I had a conversation this evening with someone who is just about my age--in her fifties--and in the beginning of a relationship. This is a strange, unexpected place to be. She feels a little like an eighteen-year-old, excited, glowy, downright twitter-patered, while at the same time a wise old mother whispers from within her own brain, telling her to act cautiously. I heard both sides of her as we spoke tonight. I heard the flush of what can only be called 'young' love, no matter how old she is, and the older mother behind that flush, saying, 'slow down, be careful.'
She told me that the sheer volume of information she and her new 'beau' have to exchange is overwhelming. When you do it in your twenties, it happens naturally, or without thinking about it, and, let's be honest, there's a whole lot less history to have to share. But most of life has happened for these two love-birds since then. Marriages, children, parents' deaths, professions. Not to mention just all the trivial things that make up a person. Once a few years ago, a friend of mine told me that it was the shared memories that kept her marriage intact. No one else had them. No one else knew all the little things, even if some friends might have known the big ones. And this friend tonight confirmed this. Trying to reproduce all those little things for a new relationship, it's exhausting. She told me that if this doesn't work, she can't imagine doing it again. Not now that she knows what it takes. "You and Beve never even had to do most of what twenty-year olds do, so you don't have a clue what I'm talking about." But I can imagine. And it causes chills to run down my back at the thought.
It made me wonder, though, about all those things I just take for granted that I know about the Beve. About his family, his friends, his likes and dislikes. His way of being. He takes me for granted as well. Tonight, for example, we went to Olive Garden, with Grampie, Thyrza, Thyrza's daughter and husband, Grampie's brother and wife. Quite a crowd of extended family. And I knew that Beve would get the seafood Alfredo, if he didn't ask the waiter what he'd recommend. I knew he'd bat clean-up if I didn't finish my food, and be glad to finish anyone else's as well. Beve can really eat when he wants to, though you'd never know it to look at him. And part of having Beve's 'stuff' in my head, means I have Grampie's 'stuff' on file in my head now, too. I knew that Grampie wanted the chicken and gnocche soup to go with Chicken Alfredo. I told him what to order when the confusion was screaming across his face. He ate that soup like he'd never tasted it before, by the way, and loved it.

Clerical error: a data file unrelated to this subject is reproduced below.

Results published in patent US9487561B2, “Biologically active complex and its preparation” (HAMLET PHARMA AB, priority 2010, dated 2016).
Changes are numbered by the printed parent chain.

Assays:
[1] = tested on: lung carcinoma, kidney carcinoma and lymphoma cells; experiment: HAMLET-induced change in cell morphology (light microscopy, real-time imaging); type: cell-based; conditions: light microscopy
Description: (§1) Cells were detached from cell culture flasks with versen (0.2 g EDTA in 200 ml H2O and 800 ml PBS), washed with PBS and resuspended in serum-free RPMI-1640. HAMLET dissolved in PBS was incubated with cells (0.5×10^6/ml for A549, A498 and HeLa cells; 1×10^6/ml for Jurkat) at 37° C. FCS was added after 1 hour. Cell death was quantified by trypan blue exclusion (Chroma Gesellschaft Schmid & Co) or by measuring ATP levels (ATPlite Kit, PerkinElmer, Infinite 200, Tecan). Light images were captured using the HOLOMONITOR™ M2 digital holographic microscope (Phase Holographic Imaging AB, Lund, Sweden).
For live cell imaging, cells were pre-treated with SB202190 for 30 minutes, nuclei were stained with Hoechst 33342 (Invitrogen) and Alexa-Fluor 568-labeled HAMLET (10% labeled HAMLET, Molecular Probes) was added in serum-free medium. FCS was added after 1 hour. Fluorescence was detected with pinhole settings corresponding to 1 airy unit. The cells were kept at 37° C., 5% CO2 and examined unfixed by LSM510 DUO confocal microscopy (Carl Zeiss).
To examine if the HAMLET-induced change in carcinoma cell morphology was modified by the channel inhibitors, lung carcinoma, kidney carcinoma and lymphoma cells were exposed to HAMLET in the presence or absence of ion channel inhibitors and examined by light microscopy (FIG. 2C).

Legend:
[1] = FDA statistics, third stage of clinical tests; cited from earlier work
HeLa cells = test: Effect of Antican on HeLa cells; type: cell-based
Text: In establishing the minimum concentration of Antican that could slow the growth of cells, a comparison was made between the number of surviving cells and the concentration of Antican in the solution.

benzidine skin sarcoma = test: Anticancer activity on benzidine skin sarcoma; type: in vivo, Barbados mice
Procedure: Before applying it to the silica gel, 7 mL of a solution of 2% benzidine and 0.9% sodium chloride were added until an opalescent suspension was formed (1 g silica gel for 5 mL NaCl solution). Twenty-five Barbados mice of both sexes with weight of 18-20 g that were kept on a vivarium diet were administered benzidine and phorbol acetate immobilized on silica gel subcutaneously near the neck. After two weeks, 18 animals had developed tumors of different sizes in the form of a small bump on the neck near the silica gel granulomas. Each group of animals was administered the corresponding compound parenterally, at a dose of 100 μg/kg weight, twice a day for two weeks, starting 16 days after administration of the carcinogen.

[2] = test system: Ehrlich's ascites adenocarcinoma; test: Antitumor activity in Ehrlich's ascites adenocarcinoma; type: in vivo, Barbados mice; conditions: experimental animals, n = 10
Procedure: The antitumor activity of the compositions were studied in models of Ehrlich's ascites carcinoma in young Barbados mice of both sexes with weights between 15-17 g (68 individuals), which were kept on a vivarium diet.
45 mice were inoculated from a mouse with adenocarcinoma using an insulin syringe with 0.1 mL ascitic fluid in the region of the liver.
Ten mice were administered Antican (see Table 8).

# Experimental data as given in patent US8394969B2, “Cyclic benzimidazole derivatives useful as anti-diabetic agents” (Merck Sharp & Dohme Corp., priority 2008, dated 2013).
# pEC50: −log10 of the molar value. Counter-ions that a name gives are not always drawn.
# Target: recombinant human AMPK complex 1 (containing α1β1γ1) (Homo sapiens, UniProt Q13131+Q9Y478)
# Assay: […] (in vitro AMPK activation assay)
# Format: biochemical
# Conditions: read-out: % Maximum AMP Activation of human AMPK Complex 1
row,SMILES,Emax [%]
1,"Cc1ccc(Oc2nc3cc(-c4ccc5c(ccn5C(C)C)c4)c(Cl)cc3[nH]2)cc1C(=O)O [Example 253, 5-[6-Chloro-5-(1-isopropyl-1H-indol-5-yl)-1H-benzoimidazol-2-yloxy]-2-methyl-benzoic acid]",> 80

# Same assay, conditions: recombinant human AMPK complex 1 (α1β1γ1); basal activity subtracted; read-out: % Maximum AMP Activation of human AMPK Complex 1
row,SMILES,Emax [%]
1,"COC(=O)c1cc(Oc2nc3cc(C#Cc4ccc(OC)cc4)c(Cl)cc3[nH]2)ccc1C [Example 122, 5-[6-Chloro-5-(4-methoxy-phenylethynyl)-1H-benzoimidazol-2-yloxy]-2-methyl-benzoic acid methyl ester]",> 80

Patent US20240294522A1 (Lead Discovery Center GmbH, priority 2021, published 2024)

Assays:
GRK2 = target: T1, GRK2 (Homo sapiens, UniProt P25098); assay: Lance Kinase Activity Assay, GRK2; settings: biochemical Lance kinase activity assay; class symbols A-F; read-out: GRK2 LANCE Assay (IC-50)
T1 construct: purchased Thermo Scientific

Anyway, my point is, I'd never really thought about the information exchange my friend was talking about tonight, because most of my relationships have grown up organically. Out of some soil or other. A shared job, shared mission. And the sharing of lives comes slowly up through the soil without thought or plan. Without rush. After the conversation I had with this friend I got to thinking about God hating divorce. I've thought about this so many times, and have generally seen His hatred of divorce as a hatred of anything that hurts His children. And divorce hurts. It always, always hurts. But I was thinking tonight that He also knows that our lives grow naturally in a rhythm that matches the earth. We grow up, leave one family, begin another, and work to grow that family up. Divorce slices through that natural rhythm, and creates in re-singled people this need to exchange all this information at an accelerated rate. Or at least in a less than organic rate. And He watches us and sees that it's harder. Not that He doesn't love us where we are now, no matter where that is, or forgive us for whatever we have done today (married or not) that needs forgiving, but He knows that our life might have been easier.
Hmmm. Makes me wonder, though. What would be easier in my life now if I hadn't done it yesterday? Because I'm no different than the next person. There are things I've done that have hurt me. And those things hurt Him. They hurt Him more than they hurt me. They already did. I've heard that saying before, haven't you? "This is going to hurt me more than it hurts you." And you never quite believe it. But here, here is where it's true. Whatever we do that hurts us, whatever has been done to us that hurts us, we can be sure it hurts Him more. In fact, it HURT Him more. Present tense and past tense all at once. That's the truth. Our hurts hurt Him to death.